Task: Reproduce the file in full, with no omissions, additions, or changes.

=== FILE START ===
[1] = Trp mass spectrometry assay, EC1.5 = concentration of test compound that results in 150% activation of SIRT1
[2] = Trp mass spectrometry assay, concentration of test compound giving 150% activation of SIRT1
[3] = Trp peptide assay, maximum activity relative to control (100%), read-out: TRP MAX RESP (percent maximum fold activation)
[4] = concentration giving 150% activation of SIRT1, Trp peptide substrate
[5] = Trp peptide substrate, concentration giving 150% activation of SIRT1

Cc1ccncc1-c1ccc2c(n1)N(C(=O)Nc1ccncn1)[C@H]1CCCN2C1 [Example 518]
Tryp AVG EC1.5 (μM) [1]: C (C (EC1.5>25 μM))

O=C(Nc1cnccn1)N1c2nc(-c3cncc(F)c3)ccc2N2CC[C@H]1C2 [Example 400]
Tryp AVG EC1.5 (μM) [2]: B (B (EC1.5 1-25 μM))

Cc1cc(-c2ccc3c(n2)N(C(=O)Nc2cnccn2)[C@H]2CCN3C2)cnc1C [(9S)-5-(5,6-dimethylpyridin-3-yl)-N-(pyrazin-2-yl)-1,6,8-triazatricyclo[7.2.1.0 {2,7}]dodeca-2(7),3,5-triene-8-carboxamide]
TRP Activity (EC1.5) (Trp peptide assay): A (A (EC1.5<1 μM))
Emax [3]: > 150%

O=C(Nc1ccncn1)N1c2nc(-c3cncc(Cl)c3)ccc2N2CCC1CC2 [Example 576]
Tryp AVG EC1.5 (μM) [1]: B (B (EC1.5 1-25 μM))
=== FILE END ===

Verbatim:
[1] = Trp mass spectrometry assay, EC1.5 = concentration of test compound that results in 150% activation of SIRT1
[2] = Trp mass spectrometry assay, concentration of test compound giving 150% activation of SIRT1
[3] = Trp peptide assay, maximum activity relative to control (100%), read-out: TRP MAX RESP (percent maximum fold activation)
[4] = concentration giving 150% activation of SIRT1, Trp peptide substrate
[5] = Trp peptide substrate, concentration giving 150% activation of SIRT1

Cc1ccncc1-c1ccc2c(n1)N(C(=O)Nc1ccncn1)[C@H]1CCCN2C1 [Example 518]
Tryp AVG EC1.5 (μM) [1]: C (C (EC1.5>25 μM))

O=C(Nc1cnccn1)N1c2nc(-c3cncc(F)c3)ccc2N2CC[C@H]1C2 [Example 400]
Tryp AVG EC1.5 (μM) [2]: B (B (EC1.5 1-25 μM))

Cc1cc(-c2ccc3c(n2)N(C(=O)Nc2cnccn2)[C@H]2CCN3C2)cnc1C [(9S)-5-(5,6-dimethylpyridin-3-yl)-N-(pyrazin-2-yl)-1,6,8-triazatricyclo[7.2.1.0 {2,7}]dodeca-2(7),3,5-triene-8-carboxamide]
TRP Activity (EC1.5) (Trp peptide assay): A (A (EC1.5<1 μM))
Emax [3]: > 150%

O=C(Nc1ccncn1)N1c2nc(-c3cncc(Cl)c3)ccc2N2CCC1CC2 [Example 576]
Tryp AVG EC1.5 (μM) [1]: B (B (EC1.5 1-25 μM))